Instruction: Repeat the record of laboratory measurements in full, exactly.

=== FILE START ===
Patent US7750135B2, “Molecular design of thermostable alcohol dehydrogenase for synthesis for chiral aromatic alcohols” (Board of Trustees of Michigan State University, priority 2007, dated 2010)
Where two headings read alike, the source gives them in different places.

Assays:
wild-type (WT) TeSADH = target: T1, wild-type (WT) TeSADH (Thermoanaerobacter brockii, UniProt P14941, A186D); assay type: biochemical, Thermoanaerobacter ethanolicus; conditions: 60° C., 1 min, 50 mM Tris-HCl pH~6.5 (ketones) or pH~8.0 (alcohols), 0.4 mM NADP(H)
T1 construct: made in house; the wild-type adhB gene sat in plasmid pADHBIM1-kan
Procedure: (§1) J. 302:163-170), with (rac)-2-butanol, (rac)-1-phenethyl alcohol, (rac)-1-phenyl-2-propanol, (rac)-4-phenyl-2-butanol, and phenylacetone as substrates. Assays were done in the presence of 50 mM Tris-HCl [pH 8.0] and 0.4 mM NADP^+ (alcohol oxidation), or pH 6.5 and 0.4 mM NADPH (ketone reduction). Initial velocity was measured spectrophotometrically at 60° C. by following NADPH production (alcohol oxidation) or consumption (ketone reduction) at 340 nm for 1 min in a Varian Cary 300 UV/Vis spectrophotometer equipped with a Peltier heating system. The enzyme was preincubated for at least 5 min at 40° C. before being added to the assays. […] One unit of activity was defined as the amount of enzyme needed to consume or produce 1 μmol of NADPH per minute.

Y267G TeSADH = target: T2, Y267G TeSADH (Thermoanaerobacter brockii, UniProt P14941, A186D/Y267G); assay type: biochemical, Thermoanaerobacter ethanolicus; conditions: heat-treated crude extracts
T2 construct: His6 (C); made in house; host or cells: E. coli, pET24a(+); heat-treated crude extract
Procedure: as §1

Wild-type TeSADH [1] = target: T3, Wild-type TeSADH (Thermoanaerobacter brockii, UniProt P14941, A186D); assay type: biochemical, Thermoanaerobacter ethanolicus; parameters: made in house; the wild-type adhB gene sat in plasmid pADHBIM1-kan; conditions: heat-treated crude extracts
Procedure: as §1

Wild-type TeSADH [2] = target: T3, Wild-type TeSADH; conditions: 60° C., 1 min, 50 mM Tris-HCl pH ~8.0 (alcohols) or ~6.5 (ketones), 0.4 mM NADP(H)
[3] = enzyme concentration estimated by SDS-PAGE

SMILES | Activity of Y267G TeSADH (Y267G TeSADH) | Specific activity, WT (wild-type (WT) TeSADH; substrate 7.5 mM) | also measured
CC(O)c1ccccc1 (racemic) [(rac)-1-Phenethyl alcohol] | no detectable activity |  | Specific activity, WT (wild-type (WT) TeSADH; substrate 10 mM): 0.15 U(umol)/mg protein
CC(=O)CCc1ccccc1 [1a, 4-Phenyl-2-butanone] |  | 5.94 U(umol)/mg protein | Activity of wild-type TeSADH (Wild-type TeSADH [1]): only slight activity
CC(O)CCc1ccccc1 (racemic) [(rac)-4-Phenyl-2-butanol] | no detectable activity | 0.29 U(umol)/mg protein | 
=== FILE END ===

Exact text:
Patent US7750135B2, “Molecular design of thermostable alcohol dehydrogenase for synthesis for chiral aromatic alcohols” (Board of Trustees of Michigan State University, priority 2007, dated 2010)
Where two headings read alike, the source gives them in different places.

Assays:
wild-type (WT) TeSADH = target: T1, wild-type (WT) TeSADH (Thermoanaerobacter brockii, UniProt P14941, A186D); assay type: biochemical, Thermoanaerobacter ethanolicus; conditions: 60° C., 1 min, 50 mM Tris-HCl pH~6.5 (ketones) or pH~8.0 (alcohols), 0.4 mM NADP(H)
T1 construct: made in house; the wild-type adhB gene sat in plasmid pADHBIM1-kan
Procedure: (§1) J. 302:163-170), with (rac)-2-butanol, (rac)-1-phenethyl alcohol, (rac)-1-phenyl-2-propanol, (rac)-4-phenyl-2-butanol, and phenylacetone as substrates. Assays were done in the presence of 50 mM Tris-HCl [pH 8.0] and 0.4 mM NADP^+ (alcohol oxidation), or pH 6.5 and 0.4 mM NADPH (ketone reduction). Initial velocity was measured spectrophotometrically at 60° C. by following NADPH production (alcohol oxidation) or consumption (ketone reduction) at 340 nm for 1 min in a Varian Cary 300 UV/Vis spectrophotometer equipped with a Peltier heating system. The enzyme was preincubated for at least 5 min at 40° C. before being added to the assays. […] One unit of activity was defined as the amount of enzyme needed to consume or produce 1 μmol of NADPH per minute.

Y267G TeSADH = target: T2, Y267G TeSADH (Thermoanaerobacter brockii, UniProt P14941, A186D/Y267G); assay type: biochemical, Thermoanaerobacter ethanolicus; conditions: heat-treated crude extracts
T2 construct: His6 (C); made in house; host or cells: E. coli, pET24a(+); heat-treated crude extract
Procedure: as §1

Wild-type TeSADH [1] = target: T3, Wild-type TeSADH (Thermoanaerobacter brockii, UniProt P14941, A186D); assay type: biochemical, Thermoanaerobacter ethanolicus; parameters: made in house; the wild-type adhB gene sat in plasmid pADHBIM1-kan; conditions: heat-treated crude extracts
Procedure: as §1

Wild-type TeSADH [2] = target: T3, Wild-type TeSADH; conditions: 60° C., 1 min, 50 mM Tris-HCl pH ~8.0 (alcohols) or ~6.5 (ketones), 0.4 mM NADP(H)
[3] = enzyme concentration estimated by SDS-PAGE

SMILES | Activity of Y267G TeSADH (Y267G TeSADH) | Specific activity, WT (wild-type (WT) TeSADH; substrate 7.5 mM) | also measured
CC(O)c1ccccc1 (racemic) [(rac)-1-Phenethyl alcohol] | no detectable activity |  | Specific activity, WT (wild-type (WT) TeSADH; substrate 10 mM): 0.15 U(umol)/mg protein
CC(=O)CCc1ccccc1 [1a, 4-Phenyl-2-butanone] |  | 5.94 U(umol)/mg protein | Activity of wild-type TeSADH (Wild-type TeSADH [1]): only slight activity
CC(O)CCc1ccccc1 (racemic) [(rac)-4-Phenyl-2-butanol] | no detectable activity | 0.29 U(umol)/mg protein | 